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Bolsonaro to face inquiry over Covid vaccines deal


President Jair Bolsonaro of Brazil. Picture by Andressa Anholete/Getty

President Jair Bolsonaro of Brazil. Picture by Andressa Anholete/Getty

President Jair Bolsonaro of Brazil. Picture by Andressa Anholete/Getty

A Brazilian Supreme Court judge has authorised a criminal investigation into President Jair Bolsonaro’s response to allegations of potential corruption within his Health Ministry involving a vaccine deal.

Supreme Court Justice Rosa Weber said the investigation is supported by recent testimony in a Senate committee investigating the government’s handling of the Covid-19 pandemic.

Prosecutors will investigate whether Mr Bolsonaro committed the crime of “prevarication”, which entails delaying or refraining from action required as part of a public official’s duty for reasons of personal interest.

She did not rule out the possibility other potential wrongdoing could be investigated.

The inquiry comes after Luis Ricardo Miranda, the chief of the Health Ministry’s import division, said he faced undue pressure to sign off on the import of 20 million vaccines from Indian pharmaceutical Bharat Biotech.

He said there were irregularities in the invoices — particularly a $45m (€38m) upfront payment to a Singapore-based company.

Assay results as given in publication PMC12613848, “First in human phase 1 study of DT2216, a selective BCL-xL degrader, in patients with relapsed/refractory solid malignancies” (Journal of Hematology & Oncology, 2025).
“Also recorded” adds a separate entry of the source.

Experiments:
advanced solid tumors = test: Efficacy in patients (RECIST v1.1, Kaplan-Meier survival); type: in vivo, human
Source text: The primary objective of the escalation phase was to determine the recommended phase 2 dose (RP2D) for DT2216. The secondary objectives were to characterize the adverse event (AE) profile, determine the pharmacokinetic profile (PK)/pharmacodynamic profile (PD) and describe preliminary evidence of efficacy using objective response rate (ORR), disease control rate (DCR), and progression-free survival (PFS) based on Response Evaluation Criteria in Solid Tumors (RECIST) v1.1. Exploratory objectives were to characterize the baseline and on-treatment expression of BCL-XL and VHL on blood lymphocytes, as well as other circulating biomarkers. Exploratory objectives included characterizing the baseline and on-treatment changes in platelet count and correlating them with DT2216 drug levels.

Mr Miranda testified before the Senate committee on June 25  with his brother Luis.

They said they took their concerns directly to Mr Bolsonaro, who assured them he would report the irregularities to the Federal Police.

However, the Federal Police never received any request to investigate, a police source told The Associated Press. 

Secretary-general of the presidency Onyx Lorenzoni confirmed Mr Bolsonaro met the Mirandas, but said they presented fraudulent documents. He said Mr Bolsonaro ordered that they be investigated.

Bharat has denied any wrongdoing with respect to vaccine supply.

Mr Bolsonaro has denied any wrongdoing or knowledge of corruption, and told reporters he cannot know what transpires within his ministries.

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The crime carries a prison term of between three months and a year, plus a fine. © Associated Press

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